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A SPECIAL SECTION: Haiti, Since the January 12, 2010 Fierce Earthquake

Posted Monday, June 6,  2011 

Patrick says he won't sign Secure Communities program

In a major turnaround on immigration enforcement, Governor Deval Patrick said today that he will refuse to sign the controversial federal Secure Communities program, which refers illegal immigrants arrested even for minor crimes to federal immigration officials for deportation.

The refusal sets up a showdown with the federal government over a key initiative on illegal immigration, and follows refusals by states such as Illinois and New York to sign on to the program.

Patrick said he had long felt the program was bad public policy. He said the state had previously been given conflicting reports on whether it was mandatory, learning only recently that it was voluntary. Aides from Public Safety and Safety Secretary Mary Beth Heffernan's office said the Department of Homeland Security confirmed during a meeting two weeks ago that the state could opt out.

Patrick said the program, as carried out, sweeps up too many people who are not criminals and that feedback from immigration activists, police chiefs, and local mayors persuaded him that it would ultimately discourage people from reporting crimes.

"We run a serious risk of ethnic profiling and frankly fracturing incredibly important relationships in communities that are important for law enforcement," he said.

Patrick also said his complaints about the program were not his alone.

"I don't think that the Obama administration is satisfied that the implementation of this program has been very effective," he said.

In some ways, the practical implication of the decision is small. The state will continue to send fingerprints from people arrested by local and state police departments to the FBI, said Curtis Wood, the undersecretary of forensic science and technology for the Executive Office of Public Safety and Security.

Wood said the FBI can still share those fingerprints with ICE or the Department of Homeland Security.

But Patrick's refusal to sign on to the program will signal his preference to federal officials. State officials directed questions about how that statement would be interpreted to federal agencies.

Heffernan wrote in a letter dated Friday to the Bureau of Immigration and Customs Enforcement that "The Governor and I are dubious of the Commonwealth taking on the role of immigration enforcement. We are even more skeptical of the impact that Secure Communities could have on the residents of the Commonwealth."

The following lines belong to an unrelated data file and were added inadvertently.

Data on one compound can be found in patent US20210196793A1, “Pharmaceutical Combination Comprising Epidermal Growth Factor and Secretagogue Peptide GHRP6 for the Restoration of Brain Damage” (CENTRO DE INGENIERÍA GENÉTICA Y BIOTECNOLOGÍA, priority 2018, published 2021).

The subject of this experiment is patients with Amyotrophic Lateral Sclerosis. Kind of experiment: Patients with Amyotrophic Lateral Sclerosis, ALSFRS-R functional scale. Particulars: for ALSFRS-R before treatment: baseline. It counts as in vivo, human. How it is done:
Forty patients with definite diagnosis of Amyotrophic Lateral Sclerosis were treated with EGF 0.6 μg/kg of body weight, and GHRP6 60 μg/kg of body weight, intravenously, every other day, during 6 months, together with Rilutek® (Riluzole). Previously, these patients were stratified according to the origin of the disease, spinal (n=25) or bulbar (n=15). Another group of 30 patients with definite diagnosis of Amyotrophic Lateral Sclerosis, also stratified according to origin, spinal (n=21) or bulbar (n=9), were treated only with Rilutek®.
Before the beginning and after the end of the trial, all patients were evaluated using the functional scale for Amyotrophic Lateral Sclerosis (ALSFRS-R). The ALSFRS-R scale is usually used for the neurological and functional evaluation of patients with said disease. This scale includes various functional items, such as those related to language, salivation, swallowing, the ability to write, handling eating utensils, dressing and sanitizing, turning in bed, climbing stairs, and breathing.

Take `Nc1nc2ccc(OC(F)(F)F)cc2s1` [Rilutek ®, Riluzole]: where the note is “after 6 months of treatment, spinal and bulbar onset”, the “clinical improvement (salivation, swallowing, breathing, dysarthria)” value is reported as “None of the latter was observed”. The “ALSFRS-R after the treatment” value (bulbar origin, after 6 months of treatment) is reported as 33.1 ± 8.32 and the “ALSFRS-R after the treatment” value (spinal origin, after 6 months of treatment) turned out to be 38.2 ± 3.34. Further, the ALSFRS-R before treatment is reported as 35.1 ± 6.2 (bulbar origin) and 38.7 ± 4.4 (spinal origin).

She said the Patrick administration was concerned that Secure Communities wasn't meeting its main goals -- deporting hard-core criminals. She said that more than half of those deported under Boston's program were non-criminals and only 1 in 4 were hard-core criminals, and accused ICE of sending mixed messages about the program.

In December, the Patrick administration said it would sign up with the federal program, because it snagged violent criminals for deportation, something the administration still supports, and because the program would be mandatory nationwide by 2013. The Patrick administration noted Boston's willing participation in the program. The city had piloted it for the federal government since 2006 and continued when it expanded in 2008.

But advocates for immigrants protested, saying that ICE's own statistics showed that more than half of those detained by the program were non-criminals.

The protests prompted the Patrick administration to hold a series of public meetings this year to address concerns about the program, eliciting sharply different views.

Immigrant advocates said illegal immigrants would be afraid to call the police for help, while Tea Party activists urged the governor to sign on to Secure Communities to sweep criminals out of the country.

Advocates for immigrants today hailed the news that Patrick would not sign.

Centro Presente, a Somerville-based statewide advocacy group that was among the first to protest the program, urged Boston to drop out as well.

We are obviously very pleased that Governor Patrick has decided to not enter Massachusetts into the Secure Communities Program.  "He campaigned as a friend of the immigrant community and with this act he has walked that talk," said executive director Patricia Montes, adding, "We hope that Mayor Menino will reconsider Boston's participation in this program in light of its poor performance as reflected in ICE's own statistics."

Christen Varley, president of the Greater Boston Tea Party, expressed outrage today at the Patrick administration's announcement, saying it put all Massachusetts residents at risk, including illegal immigrants. She pointed to the case of an illegal Ecuadoran immigrant, who had been arrested and released before he allegedly went on to kill a Brockton woman, also here illegally, and her 2-year-old son in February.

She said her group would continue to lobby hard for the program.

"The reality is the people of America do want this because they are tired of paying the bill, they are tired of being victimized," she said, adding, "We have concrete examples of where horrific crimes could have been prevented."

The Secure Communities program is now operating in 42 states, according to ICE. Since it began in October 2008 through April 30, 2011, ICE has deported more than 77,000 criminals; less than half were convicted of aggravated felonies such as murder.

Published June 6, 2011 by The Boston Globe.

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